Vail Valley Voices: I-70 takes fun from skiing
Vail, CO, Colorado
As we settle into 2012, Colorado as a community should take a moment and resolve to ensure skiing and snowboarding remain fun for generations to come.
We can do this and improve the state’s physical, environmental and economic health by tackling one of our biggest infrastructure problems and developing a comprehensive plan to fix congestion along the I-70 mountain corridor.
Currently, most skiers and snowboarders in Colorado face two obstacles: the unpleasantness of congested traffic along I-70, and a future of declining snowpack due to the effects of climate change.
Just as we’ve all made personal resolutions to exercise more or stop smoking, Colorado should resolve to undertake the one thing that will help improve its physical, environmental and economic health for the future by developing a mass transit system for the I-70 mountain corridor.
Coloradoans are hooked on the outdoors. We enjoy an abundance of skiing and snowboarding, which makes us one of the most physically fit states in the country.
These winter sports are also a key component in our economic health as they generate an estimated $2 billion per year in Colorado.
Yet with each passing year, skiing and snowboarding become less enjoyable as horrific traffic jams make reaching our states winter bounty excruciatingly painful.
Additionally, all those vehicles on the road only add to our state’s collective carbon emissions and contribute to climate change and its effect on our annual snowfall.
Sitting in unbearable traffic congestion has turned what normally could be a wonderful day in the mountains into a stressful experience. It will only continue to get worse as the Colorado Department of Transportation’s own projections show weekday and weekend traffic more than doubling by 2035.
Furthermore, a Denver Chamber of Commerce study recently predicted that delays along the corridor are estimated to cost $839 million each year.
Anyone who has been up to their favorite resort in last month has in all likelihood noticed the lack of snow. This is a problem being realized from coast to coast by skiers and snowboarders, and recently covered by a New York Times article as resorts across the country suffer from below average snowpack.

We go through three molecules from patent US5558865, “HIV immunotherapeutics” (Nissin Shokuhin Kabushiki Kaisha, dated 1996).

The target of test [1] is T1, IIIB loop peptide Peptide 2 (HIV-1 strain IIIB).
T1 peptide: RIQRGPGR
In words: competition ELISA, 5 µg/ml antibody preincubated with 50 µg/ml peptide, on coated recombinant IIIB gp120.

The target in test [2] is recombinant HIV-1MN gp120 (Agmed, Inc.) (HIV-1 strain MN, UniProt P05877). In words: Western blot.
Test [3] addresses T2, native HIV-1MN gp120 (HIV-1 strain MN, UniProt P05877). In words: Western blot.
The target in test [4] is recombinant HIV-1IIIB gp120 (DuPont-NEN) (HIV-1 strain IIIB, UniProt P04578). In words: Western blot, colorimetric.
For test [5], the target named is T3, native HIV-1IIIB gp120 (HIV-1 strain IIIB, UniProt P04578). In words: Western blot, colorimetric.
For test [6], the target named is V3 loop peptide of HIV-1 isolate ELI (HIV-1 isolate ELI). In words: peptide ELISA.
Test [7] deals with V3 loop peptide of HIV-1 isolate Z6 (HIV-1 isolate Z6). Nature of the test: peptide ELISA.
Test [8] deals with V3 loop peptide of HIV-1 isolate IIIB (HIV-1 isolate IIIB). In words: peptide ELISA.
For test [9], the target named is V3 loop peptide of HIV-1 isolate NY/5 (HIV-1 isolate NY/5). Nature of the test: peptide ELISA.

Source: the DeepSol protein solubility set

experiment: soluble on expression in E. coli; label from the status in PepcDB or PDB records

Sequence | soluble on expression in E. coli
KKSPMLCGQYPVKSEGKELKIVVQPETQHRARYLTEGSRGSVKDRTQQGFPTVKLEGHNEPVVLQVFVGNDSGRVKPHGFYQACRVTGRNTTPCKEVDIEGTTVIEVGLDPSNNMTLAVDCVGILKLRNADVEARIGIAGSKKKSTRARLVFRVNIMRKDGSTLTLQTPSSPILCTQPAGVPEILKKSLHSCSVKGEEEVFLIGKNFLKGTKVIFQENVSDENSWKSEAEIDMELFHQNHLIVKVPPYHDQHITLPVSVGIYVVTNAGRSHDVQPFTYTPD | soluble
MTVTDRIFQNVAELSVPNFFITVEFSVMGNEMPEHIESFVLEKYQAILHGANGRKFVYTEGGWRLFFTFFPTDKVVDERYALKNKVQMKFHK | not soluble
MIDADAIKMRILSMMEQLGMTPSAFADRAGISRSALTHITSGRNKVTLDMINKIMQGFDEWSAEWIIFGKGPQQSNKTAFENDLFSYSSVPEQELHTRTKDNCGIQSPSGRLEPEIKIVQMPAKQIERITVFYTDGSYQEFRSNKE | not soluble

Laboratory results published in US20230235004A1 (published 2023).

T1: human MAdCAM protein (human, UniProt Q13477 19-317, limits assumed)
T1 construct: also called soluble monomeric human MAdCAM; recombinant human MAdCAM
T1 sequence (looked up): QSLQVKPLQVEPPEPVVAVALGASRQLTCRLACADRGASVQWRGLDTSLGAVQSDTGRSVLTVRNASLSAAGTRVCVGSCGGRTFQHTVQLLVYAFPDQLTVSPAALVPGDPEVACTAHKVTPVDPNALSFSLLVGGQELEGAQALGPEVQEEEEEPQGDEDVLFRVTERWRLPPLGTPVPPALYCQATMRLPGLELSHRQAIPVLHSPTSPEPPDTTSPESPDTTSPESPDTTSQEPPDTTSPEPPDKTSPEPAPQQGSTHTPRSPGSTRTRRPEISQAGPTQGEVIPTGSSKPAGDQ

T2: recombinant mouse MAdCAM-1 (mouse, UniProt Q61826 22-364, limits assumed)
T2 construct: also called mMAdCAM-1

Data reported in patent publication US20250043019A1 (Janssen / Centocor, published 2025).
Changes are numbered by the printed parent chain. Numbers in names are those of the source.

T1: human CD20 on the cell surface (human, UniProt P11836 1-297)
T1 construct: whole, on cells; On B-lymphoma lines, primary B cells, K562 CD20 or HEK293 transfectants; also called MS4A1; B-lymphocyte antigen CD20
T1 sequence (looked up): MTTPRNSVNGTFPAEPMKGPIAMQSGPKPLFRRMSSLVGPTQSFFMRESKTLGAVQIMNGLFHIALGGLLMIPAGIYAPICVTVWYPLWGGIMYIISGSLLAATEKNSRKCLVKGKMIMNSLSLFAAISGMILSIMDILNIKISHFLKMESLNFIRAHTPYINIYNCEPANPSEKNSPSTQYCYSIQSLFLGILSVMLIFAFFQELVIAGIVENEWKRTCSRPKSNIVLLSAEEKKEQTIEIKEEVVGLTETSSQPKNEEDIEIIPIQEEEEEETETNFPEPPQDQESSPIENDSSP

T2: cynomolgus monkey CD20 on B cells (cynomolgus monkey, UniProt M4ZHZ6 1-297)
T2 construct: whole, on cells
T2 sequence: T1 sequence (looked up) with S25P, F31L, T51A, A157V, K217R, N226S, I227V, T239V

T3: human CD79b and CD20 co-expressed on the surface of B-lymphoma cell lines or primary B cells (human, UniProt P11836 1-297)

Instead of grasping at temporary and minor fixes, we should show the willpower to embrace a mass transit system that will relieve I-70 mountain traffic congestion.
CDOT’s own consensus recommendation for the I-70 corridor includes “a commitment to evaluation and implementation of an advanced guideway system.” In other words, some form of mass transit system.
A future of more traffic congestion and increased carbon emissions from thousands of vehicles traveling on I-70 doesn’t bode well for a future of fun days skiing and snowboarding in Colorado.
Additionally, any talk among dreamy-eyed politicians and developers to bring the Olympics to Colorado without addressing our biggest traffic hurdle is ridiculous. Imagine inviting the world to come to a Winter Olympics in Colorado only to have them sit in traffic on I-70.
If we are to ensure that Colorado remains an attractive place to work, live and vacation for future generations, we must resolve to make it easier to get to the mountains so our fun days of skiing and snowboarding aren’t overshadowed by dreadful traffic on I-70.
Roland Kuehn is the co-founder of snowforever.org, a nonprofit organization committed to preserving the enjoyment of skiing and snowboarding by combating climate change and threats to recreational access. He lives in Fort Collins, CO.
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